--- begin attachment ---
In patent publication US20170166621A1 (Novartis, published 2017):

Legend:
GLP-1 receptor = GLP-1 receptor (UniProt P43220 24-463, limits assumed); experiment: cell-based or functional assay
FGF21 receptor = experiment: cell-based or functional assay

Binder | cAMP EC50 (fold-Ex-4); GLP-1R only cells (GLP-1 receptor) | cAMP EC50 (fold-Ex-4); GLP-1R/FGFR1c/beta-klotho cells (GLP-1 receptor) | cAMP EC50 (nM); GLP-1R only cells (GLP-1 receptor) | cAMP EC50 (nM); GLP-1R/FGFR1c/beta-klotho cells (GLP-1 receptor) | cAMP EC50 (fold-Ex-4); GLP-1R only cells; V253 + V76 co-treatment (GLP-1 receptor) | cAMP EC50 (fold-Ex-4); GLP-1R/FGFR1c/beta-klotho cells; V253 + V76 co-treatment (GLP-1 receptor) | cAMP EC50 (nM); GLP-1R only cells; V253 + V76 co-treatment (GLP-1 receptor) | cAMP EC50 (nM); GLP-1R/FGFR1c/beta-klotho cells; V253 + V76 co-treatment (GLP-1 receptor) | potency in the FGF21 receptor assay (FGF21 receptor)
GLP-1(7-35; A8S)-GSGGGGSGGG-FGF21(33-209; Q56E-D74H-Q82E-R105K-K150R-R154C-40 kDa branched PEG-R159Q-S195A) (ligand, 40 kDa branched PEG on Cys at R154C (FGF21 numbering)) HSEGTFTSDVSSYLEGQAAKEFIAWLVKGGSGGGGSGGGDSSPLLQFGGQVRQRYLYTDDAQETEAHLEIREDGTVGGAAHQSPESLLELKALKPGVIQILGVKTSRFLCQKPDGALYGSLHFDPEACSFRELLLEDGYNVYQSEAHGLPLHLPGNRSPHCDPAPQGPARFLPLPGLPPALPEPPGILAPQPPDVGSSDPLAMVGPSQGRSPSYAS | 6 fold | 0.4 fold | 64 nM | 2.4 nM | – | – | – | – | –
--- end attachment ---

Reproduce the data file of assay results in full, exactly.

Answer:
In patent publication US20170166621A1 (Novartis, published 2017):

Legend:
GLP-1 receptor = GLP-1 receptor (UniProt P43220 24-463, limits assumed); experiment: cell-based or functional assay
FGF21 receptor = experiment: cell-based or functional assay

Binder | cAMP EC50 (fold-Ex-4); GLP-1R only cells (GLP-1 receptor) | cAMP EC50 (fold-Ex-4); GLP-1R/FGFR1c/beta-klotho cells (GLP-1 receptor) | cAMP EC50 (nM); GLP-1R only cells (GLP-1 receptor) | cAMP EC50 (nM); GLP-1R/FGFR1c/beta-klotho cells (GLP-1 receptor) | cAMP EC50 (fold-Ex-4); GLP-1R only cells; V253 + V76 co-treatment (GLP-1 receptor) | cAMP EC50 (fold-Ex-4); GLP-1R/FGFR1c/beta-klotho cells; V253 + V76 co-treatment (GLP-1 receptor) | cAMP EC50 (nM); GLP-1R only cells; V253 + V76 co-treatment (GLP-1 receptor) | cAMP EC50 (nM); GLP-1R/FGFR1c/beta-klotho cells; V253 + V76 co-treatment (GLP-1 receptor) | potency in the FGF21 receptor assay (FGF21 receptor)
GLP-1(7-35; A8S)-GSGGGGSGGG-FGF21(33-209; Q56E-D74H-Q82E-R105K-K150R-R154C-40 kDa branched PEG-R159Q-S195A) (ligand, 40 kDa branched PEG on Cys at R154C (FGF21 numbering)) HSEGTFTSDVSSYLEGQAAKEFIAWLVKGGSGGGGSGGGDSSPLLQFGGQVRQRYLYTDDAQETEAHLEIREDGTVGGAAHQSPESLLELKALKPGVIQILGVKTSRFLCQKPDGALYGSLHFDPEACSFRELLLEDGYNVYQSEAHGLPLHLPGNRSPHCDPAPQGPARFLPLPGLPPALPEPPGILAPQPPDVGSSDPLAMVGPSQGRSPSYAS | 6 fold | 0.4 fold | 64 nM | 2.4 nM | – | – | – | – | –